Death by black hole: Astronomers spot flare from “spaghettification” of star

Animation depicting a star experiencing spaghettification as it’s sucked in by a supermassive black hole during a "tidal disruption event."

It's a popular misconception that black holes behave like cosmic vacuum cleaners, ravenously sucking up any matter in their surroundings. In reality, only stuff that passes beyond the event horizon—including light—is swallowed up and can't escape, although black holes are also messy eaters. That means that part of an object's matter is actually ejected out in a powerful jet.

If that object is a star, the process of being shredded (or "spaghettified") by the powerful gravitational forces of a black hole occurs outside the event horizon, and part of the star's original mass is ejected violently outward. This in turn can form a rotating ring of matter (aka an accretion disk) around the black hole that emits powerful X-rays and visible light. Those jets are one way astronomers can indirectly infer the presence of a black hole. Now astronomers have recorded the final death throes of a star being shredded by a supermassive black hole in just such a "tidal disruption event" (TDE), described in a new paper published in the journal Monthly Notices of the Royal Astronomical Society.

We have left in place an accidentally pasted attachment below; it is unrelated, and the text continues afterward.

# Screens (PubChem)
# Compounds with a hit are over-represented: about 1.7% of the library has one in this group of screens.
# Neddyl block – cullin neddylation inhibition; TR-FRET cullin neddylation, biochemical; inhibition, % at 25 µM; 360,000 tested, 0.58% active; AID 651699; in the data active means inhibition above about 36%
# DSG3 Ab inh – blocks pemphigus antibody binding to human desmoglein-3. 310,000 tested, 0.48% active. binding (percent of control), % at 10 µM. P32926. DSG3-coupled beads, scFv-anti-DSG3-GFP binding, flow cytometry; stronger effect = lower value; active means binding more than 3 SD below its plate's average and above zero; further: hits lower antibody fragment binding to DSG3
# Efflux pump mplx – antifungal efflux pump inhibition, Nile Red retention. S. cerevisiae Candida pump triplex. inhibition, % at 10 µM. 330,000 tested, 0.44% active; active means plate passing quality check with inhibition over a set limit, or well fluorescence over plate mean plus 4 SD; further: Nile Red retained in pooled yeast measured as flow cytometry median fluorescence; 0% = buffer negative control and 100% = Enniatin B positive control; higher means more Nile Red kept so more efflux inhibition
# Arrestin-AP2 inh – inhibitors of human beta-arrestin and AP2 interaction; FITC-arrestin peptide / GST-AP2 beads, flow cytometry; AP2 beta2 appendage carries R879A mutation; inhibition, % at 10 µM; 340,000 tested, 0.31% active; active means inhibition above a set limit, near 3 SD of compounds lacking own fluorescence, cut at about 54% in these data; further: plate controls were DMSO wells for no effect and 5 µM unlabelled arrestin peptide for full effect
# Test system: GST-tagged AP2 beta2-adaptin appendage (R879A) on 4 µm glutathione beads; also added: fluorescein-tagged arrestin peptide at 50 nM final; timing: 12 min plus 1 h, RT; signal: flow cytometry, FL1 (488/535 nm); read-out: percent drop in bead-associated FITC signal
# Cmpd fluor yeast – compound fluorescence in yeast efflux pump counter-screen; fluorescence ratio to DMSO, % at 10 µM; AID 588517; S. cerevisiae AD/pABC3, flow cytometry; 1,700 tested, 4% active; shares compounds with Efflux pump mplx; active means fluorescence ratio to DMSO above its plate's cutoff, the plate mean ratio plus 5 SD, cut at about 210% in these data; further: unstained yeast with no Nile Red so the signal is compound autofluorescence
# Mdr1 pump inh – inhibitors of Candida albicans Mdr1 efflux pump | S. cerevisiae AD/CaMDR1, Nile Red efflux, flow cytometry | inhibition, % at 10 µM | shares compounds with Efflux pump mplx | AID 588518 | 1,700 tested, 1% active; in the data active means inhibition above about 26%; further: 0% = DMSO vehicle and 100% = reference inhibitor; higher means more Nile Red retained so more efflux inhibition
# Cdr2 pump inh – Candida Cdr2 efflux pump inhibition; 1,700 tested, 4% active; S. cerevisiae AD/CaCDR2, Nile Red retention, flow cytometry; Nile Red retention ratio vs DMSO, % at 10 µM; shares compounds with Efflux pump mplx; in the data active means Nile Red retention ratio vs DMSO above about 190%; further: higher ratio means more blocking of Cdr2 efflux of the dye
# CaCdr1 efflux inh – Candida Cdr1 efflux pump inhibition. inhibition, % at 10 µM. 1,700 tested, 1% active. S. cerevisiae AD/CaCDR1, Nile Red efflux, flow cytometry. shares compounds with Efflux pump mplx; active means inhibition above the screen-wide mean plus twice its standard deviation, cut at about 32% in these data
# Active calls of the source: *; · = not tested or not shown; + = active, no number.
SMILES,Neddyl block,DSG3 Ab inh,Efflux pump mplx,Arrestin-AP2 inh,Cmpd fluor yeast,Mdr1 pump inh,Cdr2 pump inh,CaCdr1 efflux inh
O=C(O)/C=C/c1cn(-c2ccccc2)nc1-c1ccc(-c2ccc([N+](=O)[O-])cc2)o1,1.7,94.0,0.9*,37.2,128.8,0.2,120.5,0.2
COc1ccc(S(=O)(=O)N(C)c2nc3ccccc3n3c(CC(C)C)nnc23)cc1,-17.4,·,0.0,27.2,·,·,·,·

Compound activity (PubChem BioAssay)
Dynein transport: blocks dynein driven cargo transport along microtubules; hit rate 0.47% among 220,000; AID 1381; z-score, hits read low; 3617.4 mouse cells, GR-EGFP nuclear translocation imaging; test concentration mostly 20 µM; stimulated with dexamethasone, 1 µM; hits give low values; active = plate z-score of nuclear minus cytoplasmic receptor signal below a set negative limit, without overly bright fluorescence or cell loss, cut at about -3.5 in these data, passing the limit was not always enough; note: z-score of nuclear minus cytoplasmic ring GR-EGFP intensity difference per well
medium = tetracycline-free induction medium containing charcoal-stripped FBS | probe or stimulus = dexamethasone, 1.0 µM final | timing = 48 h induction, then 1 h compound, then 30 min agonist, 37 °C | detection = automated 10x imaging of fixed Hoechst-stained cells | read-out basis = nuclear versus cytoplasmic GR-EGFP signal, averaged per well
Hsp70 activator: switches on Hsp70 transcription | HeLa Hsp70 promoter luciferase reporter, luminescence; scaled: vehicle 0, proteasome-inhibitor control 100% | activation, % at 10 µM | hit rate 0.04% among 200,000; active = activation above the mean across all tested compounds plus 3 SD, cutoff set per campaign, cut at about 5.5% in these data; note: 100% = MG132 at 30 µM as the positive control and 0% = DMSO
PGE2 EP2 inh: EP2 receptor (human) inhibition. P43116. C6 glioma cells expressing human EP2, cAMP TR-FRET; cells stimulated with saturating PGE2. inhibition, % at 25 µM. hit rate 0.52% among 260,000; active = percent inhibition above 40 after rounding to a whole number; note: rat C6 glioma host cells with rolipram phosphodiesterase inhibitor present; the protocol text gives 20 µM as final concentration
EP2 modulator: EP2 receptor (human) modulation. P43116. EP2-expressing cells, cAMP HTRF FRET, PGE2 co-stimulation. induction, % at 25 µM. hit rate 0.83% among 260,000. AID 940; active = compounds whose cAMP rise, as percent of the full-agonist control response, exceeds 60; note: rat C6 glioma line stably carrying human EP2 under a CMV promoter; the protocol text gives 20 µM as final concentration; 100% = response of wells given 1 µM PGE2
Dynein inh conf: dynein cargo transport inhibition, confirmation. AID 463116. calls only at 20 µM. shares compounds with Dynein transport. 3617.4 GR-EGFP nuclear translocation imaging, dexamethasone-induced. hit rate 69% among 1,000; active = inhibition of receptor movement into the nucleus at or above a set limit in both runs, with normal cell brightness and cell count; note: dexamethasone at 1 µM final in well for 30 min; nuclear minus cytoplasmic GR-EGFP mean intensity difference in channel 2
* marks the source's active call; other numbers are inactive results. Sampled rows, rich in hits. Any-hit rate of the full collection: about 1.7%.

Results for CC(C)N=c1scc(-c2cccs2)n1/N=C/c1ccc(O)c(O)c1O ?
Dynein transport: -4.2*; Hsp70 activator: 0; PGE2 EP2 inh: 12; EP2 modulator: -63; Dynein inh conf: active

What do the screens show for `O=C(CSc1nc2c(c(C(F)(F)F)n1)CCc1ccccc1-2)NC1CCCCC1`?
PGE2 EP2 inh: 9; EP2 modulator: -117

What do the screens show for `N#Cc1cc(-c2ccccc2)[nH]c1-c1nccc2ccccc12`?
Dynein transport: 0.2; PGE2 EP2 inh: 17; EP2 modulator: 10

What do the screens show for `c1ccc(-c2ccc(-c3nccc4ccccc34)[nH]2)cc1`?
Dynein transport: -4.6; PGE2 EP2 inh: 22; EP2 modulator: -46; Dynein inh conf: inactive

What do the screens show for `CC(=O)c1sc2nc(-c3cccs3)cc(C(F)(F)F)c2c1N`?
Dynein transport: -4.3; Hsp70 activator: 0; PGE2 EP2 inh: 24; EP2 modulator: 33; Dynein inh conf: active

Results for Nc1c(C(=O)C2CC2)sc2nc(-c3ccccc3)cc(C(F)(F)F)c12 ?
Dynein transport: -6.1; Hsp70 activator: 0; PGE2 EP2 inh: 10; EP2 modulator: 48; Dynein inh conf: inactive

"The idea of a black hole 'sucking in' a nearby star sounds like science fiction. But this is exactly what happens in a tidal disruption event," said co-author Matt Nicholl of the University of Birmingham. "We were able to investigate in detail what happens when a star is eaten by such a monster."

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